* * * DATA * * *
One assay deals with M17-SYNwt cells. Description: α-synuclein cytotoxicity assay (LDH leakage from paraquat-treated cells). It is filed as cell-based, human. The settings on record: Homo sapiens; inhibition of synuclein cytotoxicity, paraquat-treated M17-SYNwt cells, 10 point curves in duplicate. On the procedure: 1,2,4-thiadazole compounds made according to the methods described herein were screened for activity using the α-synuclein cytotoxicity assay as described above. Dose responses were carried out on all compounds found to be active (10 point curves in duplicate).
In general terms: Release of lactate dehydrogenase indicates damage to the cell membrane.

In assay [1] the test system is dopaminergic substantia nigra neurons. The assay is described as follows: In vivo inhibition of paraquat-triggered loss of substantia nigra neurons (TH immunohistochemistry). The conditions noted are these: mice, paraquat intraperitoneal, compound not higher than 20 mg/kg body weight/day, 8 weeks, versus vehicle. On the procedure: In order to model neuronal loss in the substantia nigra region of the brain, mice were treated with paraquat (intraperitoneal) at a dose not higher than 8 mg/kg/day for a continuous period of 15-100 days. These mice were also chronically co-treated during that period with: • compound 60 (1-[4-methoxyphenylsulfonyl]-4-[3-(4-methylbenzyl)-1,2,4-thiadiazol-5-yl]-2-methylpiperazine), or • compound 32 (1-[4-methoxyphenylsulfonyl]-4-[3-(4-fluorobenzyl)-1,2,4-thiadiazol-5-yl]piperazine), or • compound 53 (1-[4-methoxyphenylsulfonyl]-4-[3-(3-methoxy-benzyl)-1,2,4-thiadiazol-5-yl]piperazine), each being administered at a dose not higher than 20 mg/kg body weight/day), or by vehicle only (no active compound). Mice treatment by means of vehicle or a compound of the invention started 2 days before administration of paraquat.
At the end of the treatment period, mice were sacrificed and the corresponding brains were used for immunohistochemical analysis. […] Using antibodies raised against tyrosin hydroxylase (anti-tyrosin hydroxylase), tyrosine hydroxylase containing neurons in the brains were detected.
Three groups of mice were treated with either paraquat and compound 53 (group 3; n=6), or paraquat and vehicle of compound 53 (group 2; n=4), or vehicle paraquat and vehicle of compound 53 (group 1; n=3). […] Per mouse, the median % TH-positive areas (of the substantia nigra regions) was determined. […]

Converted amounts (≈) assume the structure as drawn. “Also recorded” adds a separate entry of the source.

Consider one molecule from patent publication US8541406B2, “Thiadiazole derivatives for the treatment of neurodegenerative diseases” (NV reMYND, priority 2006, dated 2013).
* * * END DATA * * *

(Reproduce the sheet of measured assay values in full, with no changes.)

One assay deals with M17-SYNwt cells. Description: α-synuclein cytotoxicity assay (LDH leakage from paraquat-treated cells). It is filed as cell-based, human. The settings on record: Homo sapiens; inhibition of synuclein cytotoxicity, paraquat-treated M17-SYNwt cells, 10 point curves in duplicate. On the procedure: 1,2,4-thiadazole compounds made according to the methods described herein were screened for activity using the α-synuclein cytotoxicity assay as described above. Dose responses were carried out on all compounds found to be active (10 point curves in duplicate).
In general terms: Release of lactate dehydrogenase indicates damage to the cell membrane.

In assay [1] the test system is dopaminergic substantia nigra neurons. The assay is described as follows: In vivo inhibition of paraquat-triggered loss of substantia nigra neurons (TH immunohistochemistry). The conditions noted are these: mice, paraquat intraperitoneal, compound not higher than 20 mg/kg body weight/day, 8 weeks, versus vehicle. On the procedure: In order to model neuronal loss in the substantia nigra region of the brain, mice were treated with paraquat (intraperitoneal) at a dose not higher than 8 mg/kg/day for a continuous period of 15-100 days. These mice were also chronically co-treated during that period with: • compound 60 (1-[4-methoxyphenylsulfonyl]-4-[3-(4-methylbenzyl)-1,2,4-thiadiazol-5-yl]-2-methylpiperazine), or • compound 32 (1-[4-methoxyphenylsulfonyl]-4-[3-(4-fluorobenzyl)-1,2,4-thiadiazol-5-yl]piperazine), or • compound 53 (1-[4-methoxyphenylsulfonyl]-4-[3-(3-methoxy-benzyl)-1,2,4-thiadiazol-5-yl]piperazine), each being administered at a dose not higher than 20 mg/kg body weight/day), or by vehicle only (no active compound). Mice treatment by means of vehicle or a compound of the invention started 2 days before administration of paraquat.
At the end of the treatment period, mice were sacrificed and the corresponding brains were used for immunohistochemical analysis. […] Using antibodies raised against tyrosin hydroxylase (anti-tyrosin hydroxylase), tyrosine hydroxylase containing neurons in the brains were detected.
Three groups of mice were treated with either paraquat and compound 53 (group 3; n=6), or paraquat and vehicle of compound 53 (group 2; n=4), or vehicle paraquat and vehicle of compound 53 (group 1; n=3). […] Per mouse, the median % TH-positive areas (of the substantia nigra regions) was determined. […]

Converted amounts (≈) assume the structure as drawn. “Also recorded” adds a separate entry of the source.

Consider one molecule from patent publication US8541406B2, “Thiadiazole derivatives for the treatment of neurodegenerative diseases” (NV reMYND, priority 2006, dated 2013).